PDXjs April Meeting Recap

06 May 2009

This month we heard talks about several new JavaScript features and techniques. Duncan Beevers started off with a talk titled JavaScript Packaging Strategies. He recommends using Sprockets to combine JavaScript files with smart dependency handling. And he says that YUI Compressor is a good way to reduce the file size of the resulting package. Though for best results you will want to combine YUI Compressor with gzip.

The slides from Duncan’s talk are available at http://docs.google.com/Presentation?id=d9nrbm4_80kvp92m5b and the code from his demo is available at http://github.com/duncanbeevers/packaging_javascript_demo/.

Duncan has a fork of Sprockets and a Rails plugin for packaging JavaScript files on Github.

Next up, Paul Point Pen demonstrated the many features of video and audio elements in HTML 5. The native JavaScript API for these elements allows for tremendous control over playback and playback events. For example, you can execute a callback function whenever the user moves the video progress slider. It is also possible to feed video into a canvas and manipulate the results pixel-by-pixel in real time for effects like live green-screening in a browser.

The slides from Paul’s talk are available online at http://html5.waytoocrowded.com/.

Video elements also integrate well with CSS 3 transforms, as you can see in this demo of a circular video element.

HTML 5 is still a work in progress. So browser support for video and audio elements is pretty inconsistent at this point. For example, different browsers do not support all of the same video and audio codects.

Unfortunately the batteries in our camera died part-way through Paul’s talk. So we do not have the very end recorded. I am sorry about that Paul. We will try to do better next time.

Leif Warner demonstrated E4X, which is a nifty new feature in JavaScript 1.6. XML elements can now be expressed as primitives in JavaScript, giving them the same status as strings and arrays. E4X also provides some very handy methods for navigating XML data structures using JavaScript syntax.

Most E4X implementations do not have a way to inject XML objects into the DOM, or to access DOM elements as E4X objects. So to interact with a web page using E4X you need to read in DOM elements as strings and convert them to E4X objects using the XML constructor:

domEl  = document.getElementById('main');
e4xObj = new XML(domEl.innerHTML);

And convert XML structures into strings before inserting them into the DOM:

domEl.innerHTML = e4xObj.toString();

Finally, I talked about one of my favorite JavaScript libraries, Functional JavaScript. JavaScript has all of the necessary features to make it a good language for functional programming - the most important feature being first-class functions. Functional JavaScript provides all of the functions you need to actually write functional programs comfortably. A lot of functions are included, but some of the highlights are map, reduce, curry, and uncurry.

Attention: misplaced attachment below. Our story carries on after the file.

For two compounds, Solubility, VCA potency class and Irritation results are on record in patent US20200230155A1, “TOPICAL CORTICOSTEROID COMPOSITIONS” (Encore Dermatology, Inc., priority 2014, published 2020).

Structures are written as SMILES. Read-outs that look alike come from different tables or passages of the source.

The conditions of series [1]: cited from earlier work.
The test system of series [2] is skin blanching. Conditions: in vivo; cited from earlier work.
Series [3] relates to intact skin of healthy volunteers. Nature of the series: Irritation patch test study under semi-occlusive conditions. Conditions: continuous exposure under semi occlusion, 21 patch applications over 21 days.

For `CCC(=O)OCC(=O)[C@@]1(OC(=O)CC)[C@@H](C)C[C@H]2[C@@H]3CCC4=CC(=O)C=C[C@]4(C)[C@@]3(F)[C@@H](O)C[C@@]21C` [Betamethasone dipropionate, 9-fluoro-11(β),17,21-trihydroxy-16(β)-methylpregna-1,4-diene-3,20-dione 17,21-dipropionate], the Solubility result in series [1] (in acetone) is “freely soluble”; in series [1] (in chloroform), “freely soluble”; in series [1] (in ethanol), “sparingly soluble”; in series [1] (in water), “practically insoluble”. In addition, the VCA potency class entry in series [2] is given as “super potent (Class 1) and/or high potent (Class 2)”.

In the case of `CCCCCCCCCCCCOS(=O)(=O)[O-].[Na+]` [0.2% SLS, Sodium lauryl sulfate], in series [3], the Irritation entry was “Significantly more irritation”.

Another feature that is included is the string lambda. Writing anonymous lambdas in JavaScript can get kind of ugly due to the verbosity of writing function(x,y) { return ...; } over and over again. String lambdas are meant to address this issue by creating a mini syntax just for writing small functions. You can write an adding function like this:


You can get even more terse by leaving out arguments. The lambda method will assume that operators left out of a binary expression should be filled in with variables. So an add-one function could look like this:


If you want to do something trickier, you can always explicitly declare the arguments of the function. For example, here is how you could write a string lambda that accepts arguments in a different order than the order in which they appear in the function body:

'x,y -> y / x'.lambda();

All of the functions in Functional JavaScript implicitly call the lambda method on any arguments that are expected to be functions. So most of the time you can express functions as bare strings:

map('*2', [1,2,3,4]);

Check out the Functional JavaScript documentation for more about what string lambdas can do.

I have a fork of Functional JavaScript on Github with compatibility fixes for running in a standalone interpreter, such as the Spidermonkey shell. Here is how you can get Functional JavaScript going in a standalone shell:

$ js
js> load('to-function.js');
js> load('functional.js');
js> Functional.install();

I would like to thank Scott Becker for providing a video camera for us to use. It is a very nice camera, and I think the video quality came out great. Thanks to Scott all of the videos from this meeting are available in 720p HD.

I look forward to seeing everybody again at the May meeting!

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